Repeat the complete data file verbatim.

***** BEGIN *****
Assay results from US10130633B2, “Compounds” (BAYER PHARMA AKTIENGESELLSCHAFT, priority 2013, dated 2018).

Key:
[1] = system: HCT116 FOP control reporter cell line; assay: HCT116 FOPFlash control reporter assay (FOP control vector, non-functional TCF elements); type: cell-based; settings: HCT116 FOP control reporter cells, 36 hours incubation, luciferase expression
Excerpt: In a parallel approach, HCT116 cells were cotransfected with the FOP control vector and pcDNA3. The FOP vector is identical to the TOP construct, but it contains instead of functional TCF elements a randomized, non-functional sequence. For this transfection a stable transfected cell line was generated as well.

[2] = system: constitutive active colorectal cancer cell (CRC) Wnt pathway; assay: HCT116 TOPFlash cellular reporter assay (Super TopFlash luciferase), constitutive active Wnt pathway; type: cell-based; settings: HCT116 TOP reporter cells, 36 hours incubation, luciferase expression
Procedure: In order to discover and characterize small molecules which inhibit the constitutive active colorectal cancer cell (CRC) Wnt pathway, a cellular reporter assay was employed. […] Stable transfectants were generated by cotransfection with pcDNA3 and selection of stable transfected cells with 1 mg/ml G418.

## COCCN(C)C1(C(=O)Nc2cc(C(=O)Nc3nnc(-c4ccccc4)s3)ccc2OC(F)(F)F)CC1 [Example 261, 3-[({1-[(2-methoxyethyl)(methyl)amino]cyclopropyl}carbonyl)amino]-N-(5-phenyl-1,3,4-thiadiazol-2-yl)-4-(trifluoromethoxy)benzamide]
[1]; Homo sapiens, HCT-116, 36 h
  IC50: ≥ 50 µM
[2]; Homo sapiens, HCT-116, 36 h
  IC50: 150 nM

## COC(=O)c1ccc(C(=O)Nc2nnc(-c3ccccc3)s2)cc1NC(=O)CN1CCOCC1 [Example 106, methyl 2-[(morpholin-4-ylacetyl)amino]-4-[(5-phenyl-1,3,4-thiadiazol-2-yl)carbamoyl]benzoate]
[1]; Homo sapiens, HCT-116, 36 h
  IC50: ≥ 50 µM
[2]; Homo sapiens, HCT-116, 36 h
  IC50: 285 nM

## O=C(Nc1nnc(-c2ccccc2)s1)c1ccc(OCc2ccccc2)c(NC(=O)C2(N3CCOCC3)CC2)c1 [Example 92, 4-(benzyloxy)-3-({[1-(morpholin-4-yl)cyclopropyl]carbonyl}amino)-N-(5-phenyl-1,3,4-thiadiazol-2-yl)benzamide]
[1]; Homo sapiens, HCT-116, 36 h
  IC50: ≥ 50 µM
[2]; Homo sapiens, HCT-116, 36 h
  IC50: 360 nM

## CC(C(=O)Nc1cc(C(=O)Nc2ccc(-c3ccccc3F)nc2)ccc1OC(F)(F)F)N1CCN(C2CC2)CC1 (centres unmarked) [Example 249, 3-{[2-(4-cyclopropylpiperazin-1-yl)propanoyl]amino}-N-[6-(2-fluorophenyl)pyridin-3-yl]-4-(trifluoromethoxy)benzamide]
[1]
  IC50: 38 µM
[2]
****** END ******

Assay results from US10130633B2, “Compounds” (BAYER PHARMA AKTIENGESELLSCHAFT, priority 2013, dated 2018).

Key:
[1] = system: HCT116 FOP control reporter cell line; assay: HCT116 FOPFlash control reporter assay (FOP control vector, non-functional TCF elements); type: cell-based; settings: HCT116 FOP control reporter cells, 36 hours incubation, luciferase expression
Excerpt: In a parallel approach, HCT116 cells were cotransfected with the FOP control vector and pcDNA3. The FOP vector is identical to the TOP construct, but it contains instead of functional TCF elements a randomized, non-functional sequence. For this transfection a stable transfected cell line was generated as well.

[2] = system: constitutive active colorectal cancer cell (CRC) Wnt pathway; assay: HCT116 TOPFlash cellular reporter assay (Super TopFlash luciferase), constitutive active Wnt pathway; type: cell-based; settings: HCT116 TOP reporter cells, 36 hours incubation, luciferase expression
Procedure: In order to discover and characterize small molecules which inhibit the constitutive active colorectal cancer cell (CRC) Wnt pathway, a cellular reporter assay was employed. […] Stable transfectants were generated by cotransfection with pcDNA3 and selection of stable transfected cells with 1 mg/ml G418.

## COCCN(C)C1(C(=O)Nc2cc(C(=O)Nc3nnc(-c4ccccc4)s3)ccc2OC(F)(F)F)CC1 [Example 261, 3-[({1-[(2-methoxyethyl)(methyl)amino]cyclopropyl}carbonyl)amino]-N-(5-phenyl-1,3,4-thiadiazol-2-yl)-4-(trifluoromethoxy)benzamide]
[1]; Homo sapiens, HCT-116, 36 h
  IC50: ≥ 50 µM
[2]; Homo sapiens, HCT-116, 36 h
  IC50: 150 nM

## COC(=O)c1ccc(C(=O)Nc2nnc(-c3ccccc3)s2)cc1NC(=O)CN1CCOCC1 [Example 106, methyl 2-[(morpholin-4-ylacetyl)amino]-4-[(5-phenyl-1,3,4-thiadiazol-2-yl)carbamoyl]benzoate]
[1]; Homo sapiens, HCT-116, 36 h
  IC50: ≥ 50 µM
[2]; Homo sapiens, HCT-116, 36 h
  IC50: 285 nM

## O=C(Nc1nnc(-c2ccccc2)s1)c1ccc(OCc2ccccc2)c(NC(=O)C2(N3CCOCC3)CC2)c1 [Example 92, 4-(benzyloxy)-3-({[1-(morpholin-4-yl)cyclopropyl]carbonyl}amino)-N-(5-phenyl-1,3,4-thiadiazol-2-yl)benzamide]
[1]; Homo sapiens, HCT-116, 36 h
  IC50: ≥ 50 µM
[2]; Homo sapiens, HCT-116, 36 h
  IC50: 360 nM

## CC(C(=O)Nc1cc(C(=O)Nc2ccc(-c3ccccc3F)nc2)ccc1OC(F)(F)F)N1CCN(C2CC2)CC1 (centres unmarked) [Example 249, 3-{[2-(4-cyclopropylpiperazin-1-yl)propanoyl]amino}-N-[6-(2-fluorophenyl)pyridin-3-yl]-4-(trifluoromethoxy)benzamide]
[1]
  IC50: 38 µM
[2]